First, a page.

And we have only had world class koi coming into the country for maybe 18 years. So it is a bit arrogant to suggest we 'have it down cold' and its time to make the rules for the country and the world, don't you think?? Don't get me wrong, There is nothing wrong with governing one's self. And starting now, the judging programs in America will become much earier to obtain certification in then ever before. Judging certification can now be accomplished in 24 months with three shadow judging experiences and there are no other requirement other than attending two seminars. This is the future of koi and the level of the bar's reduced set. Mixing the judging so as to please the exhibitor but losing the lesson is a pet peeve of mine- but that's just me. Take heart! I'm very close to retirement and the life of an everyday koi keeper, so my hard view on these things is about to fad away as are others' view and perspective on these things.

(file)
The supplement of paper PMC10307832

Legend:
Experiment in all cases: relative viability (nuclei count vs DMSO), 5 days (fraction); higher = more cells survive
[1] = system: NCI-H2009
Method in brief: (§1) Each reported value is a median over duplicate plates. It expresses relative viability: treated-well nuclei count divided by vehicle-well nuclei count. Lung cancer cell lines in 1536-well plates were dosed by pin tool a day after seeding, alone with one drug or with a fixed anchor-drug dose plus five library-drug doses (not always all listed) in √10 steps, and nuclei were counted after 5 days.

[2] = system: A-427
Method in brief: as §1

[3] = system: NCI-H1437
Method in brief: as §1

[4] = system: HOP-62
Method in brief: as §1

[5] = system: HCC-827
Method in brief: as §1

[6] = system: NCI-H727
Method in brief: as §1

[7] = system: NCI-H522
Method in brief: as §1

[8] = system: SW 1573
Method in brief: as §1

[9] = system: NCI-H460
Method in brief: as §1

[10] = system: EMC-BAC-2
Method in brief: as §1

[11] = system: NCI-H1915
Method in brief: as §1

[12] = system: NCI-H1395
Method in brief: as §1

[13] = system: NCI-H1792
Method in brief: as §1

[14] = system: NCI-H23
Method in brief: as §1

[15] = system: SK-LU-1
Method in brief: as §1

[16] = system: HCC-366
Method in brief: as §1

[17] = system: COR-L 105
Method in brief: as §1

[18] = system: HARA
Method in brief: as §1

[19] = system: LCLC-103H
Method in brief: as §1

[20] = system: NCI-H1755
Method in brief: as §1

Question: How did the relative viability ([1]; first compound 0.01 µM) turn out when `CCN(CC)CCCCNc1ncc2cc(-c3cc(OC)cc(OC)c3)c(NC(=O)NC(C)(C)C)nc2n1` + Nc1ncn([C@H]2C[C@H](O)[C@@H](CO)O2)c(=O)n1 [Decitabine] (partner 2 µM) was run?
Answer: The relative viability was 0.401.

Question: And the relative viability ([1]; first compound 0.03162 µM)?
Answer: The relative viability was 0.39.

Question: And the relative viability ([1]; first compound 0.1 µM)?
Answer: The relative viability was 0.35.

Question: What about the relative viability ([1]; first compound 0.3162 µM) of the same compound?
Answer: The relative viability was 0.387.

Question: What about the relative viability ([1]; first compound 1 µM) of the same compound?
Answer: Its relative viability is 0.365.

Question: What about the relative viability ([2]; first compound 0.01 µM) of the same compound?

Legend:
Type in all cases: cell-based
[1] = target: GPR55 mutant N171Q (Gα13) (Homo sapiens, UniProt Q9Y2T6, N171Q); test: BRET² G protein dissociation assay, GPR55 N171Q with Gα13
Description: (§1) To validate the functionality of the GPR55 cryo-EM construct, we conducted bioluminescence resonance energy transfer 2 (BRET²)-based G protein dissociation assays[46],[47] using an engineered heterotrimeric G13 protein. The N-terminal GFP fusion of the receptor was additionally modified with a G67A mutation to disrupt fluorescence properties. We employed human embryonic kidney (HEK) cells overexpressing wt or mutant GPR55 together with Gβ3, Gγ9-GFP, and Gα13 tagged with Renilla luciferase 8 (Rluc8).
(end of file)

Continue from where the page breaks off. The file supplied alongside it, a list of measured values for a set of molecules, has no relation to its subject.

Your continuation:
In fact, I'm confident we will have an ochiba as a GC in some show in the future. And possibly sub division awards and 'C' GCs seems likely as an evolutionary way to cope with the shiro issue for the egalitarian. All I'm saying is " brave new world".
    And I'll repeat-- I recognize that in the end, its about having fun, sharing pet fish with one another and drinking with friends. I get that. I really do. Even I'm getting Ok with dumbing down the process and removing the hard work towards judge certification or continuing ed at this point as it is the will of the people within the hobby to be more open, inclusive and tolerant. You'd be surprised to know that the Japanese also think it is time to simplify things and let the local hobbyist express their own version of what makes a koi good. We'll see how it all plays out over the years but I'm hopeful it has the potential to grow the numbers if in no other area then dues paying judges. But all of that is a little 'inside baseball' for this topic. So back to the methods of redoing koi shows as visionaries abound! JR